Then, in December 2013, the Cebu-based Leadamorphosis folded up, leaving over 100 workers without their last months pay. Leadamorphosis handles voice and non-voice marketing for US brands, including General Electric.

The American CEO, Paul Flannery, flew the coop and did not show when DOLE attempted to arrange a teleconference with the disenfranchised workers. The workers, several of whom are ICCAW members, received no compensation, and held vigils in front of the shuttered offices so that the owners could not remove the equipment remaining inside.

BPO self-regulation

According to Department of Labor and Employment (DOLE) Secretary Rosalinda Dimapilis-Baldoz, “the Philippines is moving inexorably towards the development of a culture of voluntary compliance with labor standards and occupational health and safety that will raise the bar of competitiveness of the Philippine economy.”

Last March, President Aquino approved the Act Strengthening Tripartism which will supposedly improve the resolution of labor disputes though negotiations that pre-empt lawsuits.

DOLE thereafter proclaimed success, stating that “the voluntary codes of good practices adopted by various regional industries have minimized government intervention and fostered harmonious labor-management relations in the affairs of private sector businesses.”

ACHIEVED GOAL. PALEA expresses gratitude towards those who helped during their ordeal. Photo by Daniel Rudin/Rappler


Worker organizations

Is self-regulation a realistic idea towards managing BPO labor rights? No!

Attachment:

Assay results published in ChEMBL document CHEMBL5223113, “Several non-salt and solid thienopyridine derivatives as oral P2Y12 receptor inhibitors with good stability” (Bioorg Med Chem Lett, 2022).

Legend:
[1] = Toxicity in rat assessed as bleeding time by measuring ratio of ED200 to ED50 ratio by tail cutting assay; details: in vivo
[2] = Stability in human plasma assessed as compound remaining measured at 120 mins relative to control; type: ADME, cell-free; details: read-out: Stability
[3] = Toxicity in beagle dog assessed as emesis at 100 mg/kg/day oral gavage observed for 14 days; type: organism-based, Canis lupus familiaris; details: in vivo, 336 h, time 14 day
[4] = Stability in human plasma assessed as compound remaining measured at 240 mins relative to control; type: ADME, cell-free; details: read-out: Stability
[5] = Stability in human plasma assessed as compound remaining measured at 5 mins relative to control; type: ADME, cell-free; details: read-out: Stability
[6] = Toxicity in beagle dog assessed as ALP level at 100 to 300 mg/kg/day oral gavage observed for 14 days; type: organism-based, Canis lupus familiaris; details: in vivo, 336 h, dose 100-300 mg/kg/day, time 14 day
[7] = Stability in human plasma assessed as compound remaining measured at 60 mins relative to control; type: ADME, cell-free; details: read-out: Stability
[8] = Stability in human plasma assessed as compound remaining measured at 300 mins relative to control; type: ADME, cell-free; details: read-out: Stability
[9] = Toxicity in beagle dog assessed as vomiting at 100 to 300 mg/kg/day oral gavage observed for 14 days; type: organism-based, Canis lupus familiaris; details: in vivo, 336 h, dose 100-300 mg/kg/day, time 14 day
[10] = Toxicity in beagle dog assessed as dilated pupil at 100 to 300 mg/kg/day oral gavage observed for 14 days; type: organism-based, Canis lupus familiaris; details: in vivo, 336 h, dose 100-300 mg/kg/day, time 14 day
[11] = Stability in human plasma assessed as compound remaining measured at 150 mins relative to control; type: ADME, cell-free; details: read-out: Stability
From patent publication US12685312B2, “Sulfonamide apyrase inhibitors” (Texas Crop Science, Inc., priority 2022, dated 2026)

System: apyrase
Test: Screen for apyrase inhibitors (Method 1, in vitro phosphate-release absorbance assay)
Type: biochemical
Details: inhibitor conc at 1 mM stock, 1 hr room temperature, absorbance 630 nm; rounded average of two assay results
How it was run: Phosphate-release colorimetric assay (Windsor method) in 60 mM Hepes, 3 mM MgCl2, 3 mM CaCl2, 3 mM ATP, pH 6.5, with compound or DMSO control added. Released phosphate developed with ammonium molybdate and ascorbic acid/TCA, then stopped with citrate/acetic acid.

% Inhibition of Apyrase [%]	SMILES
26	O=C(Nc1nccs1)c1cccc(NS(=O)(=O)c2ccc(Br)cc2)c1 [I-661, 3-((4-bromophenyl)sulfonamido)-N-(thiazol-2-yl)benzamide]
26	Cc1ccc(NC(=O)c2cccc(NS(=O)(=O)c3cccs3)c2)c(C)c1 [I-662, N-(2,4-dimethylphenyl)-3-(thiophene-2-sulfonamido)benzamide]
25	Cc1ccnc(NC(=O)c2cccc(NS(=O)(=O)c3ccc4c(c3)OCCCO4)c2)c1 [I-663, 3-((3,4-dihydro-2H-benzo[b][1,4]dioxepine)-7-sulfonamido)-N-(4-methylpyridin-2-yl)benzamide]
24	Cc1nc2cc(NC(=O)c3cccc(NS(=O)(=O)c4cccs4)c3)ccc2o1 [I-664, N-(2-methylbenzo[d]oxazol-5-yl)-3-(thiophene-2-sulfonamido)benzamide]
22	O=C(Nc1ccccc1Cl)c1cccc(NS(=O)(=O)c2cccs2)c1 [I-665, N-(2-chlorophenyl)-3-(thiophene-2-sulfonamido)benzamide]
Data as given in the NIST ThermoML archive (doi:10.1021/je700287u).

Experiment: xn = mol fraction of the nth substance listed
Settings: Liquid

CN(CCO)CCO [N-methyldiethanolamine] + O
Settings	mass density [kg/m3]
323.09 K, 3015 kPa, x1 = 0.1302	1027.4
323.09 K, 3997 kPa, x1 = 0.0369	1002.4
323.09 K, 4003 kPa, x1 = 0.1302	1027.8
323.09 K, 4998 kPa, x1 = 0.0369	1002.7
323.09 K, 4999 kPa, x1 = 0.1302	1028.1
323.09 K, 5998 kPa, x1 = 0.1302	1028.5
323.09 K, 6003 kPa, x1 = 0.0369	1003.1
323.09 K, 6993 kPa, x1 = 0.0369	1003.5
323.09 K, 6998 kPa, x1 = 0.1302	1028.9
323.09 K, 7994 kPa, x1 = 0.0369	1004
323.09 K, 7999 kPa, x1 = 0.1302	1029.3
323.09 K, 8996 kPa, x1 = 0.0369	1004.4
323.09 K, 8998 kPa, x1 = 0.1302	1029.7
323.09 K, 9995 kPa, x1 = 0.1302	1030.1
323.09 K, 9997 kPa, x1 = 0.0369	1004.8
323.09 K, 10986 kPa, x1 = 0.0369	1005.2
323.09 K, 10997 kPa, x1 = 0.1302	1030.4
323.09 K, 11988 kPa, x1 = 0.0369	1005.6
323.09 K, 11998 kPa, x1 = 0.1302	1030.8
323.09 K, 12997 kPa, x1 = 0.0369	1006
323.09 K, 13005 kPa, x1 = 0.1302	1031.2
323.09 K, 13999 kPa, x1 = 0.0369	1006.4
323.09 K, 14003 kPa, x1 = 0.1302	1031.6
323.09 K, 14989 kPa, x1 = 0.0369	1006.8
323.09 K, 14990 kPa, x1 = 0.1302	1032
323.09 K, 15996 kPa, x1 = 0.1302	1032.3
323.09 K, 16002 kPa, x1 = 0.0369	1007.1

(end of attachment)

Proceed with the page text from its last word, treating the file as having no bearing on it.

Tripartism can scarcely function as promised if the employer goes missing, as did the American CEO Flannery. Leadamorphosis, part of a spate of recent illegal closures in the BPO sector, has proven this idea to be an incomplete solution.

Contractualization attacks on the industrial sector also prove that all too often, industry prefers End-of-Contract (ENDO) employees to unionized workers.

The young BPO workers must awaken to the reality that their rights will not be protected if they do not organize.

ICCAW presents one option towards organizing that accommodates the precarious nature of ENDO labor. While advances must be made, ultimately resulting in the unionization of the BPO sector, for the time being, workers must rely upon associations to educate themselves of their rights, to seek redress for their grievances, and orient themselves politically.

It also presents the option of international solidarity, such as joint actions and solidarity letters to the American vendors who manufacture and peddle the products serviced by Filipino call centers.
 
As Nagkaisa! rallies this May day at Mendiola, we must be reminded of the labor movement that exists, both in the Philippines and internationally, and work to direct this energy in the workplace as well as politically towards the emancipation of labor.  – Rappler.com 

Daniel Rudin is an independent documentary filmmaker and video artist. He worked with Rappler as a Luce Scholar.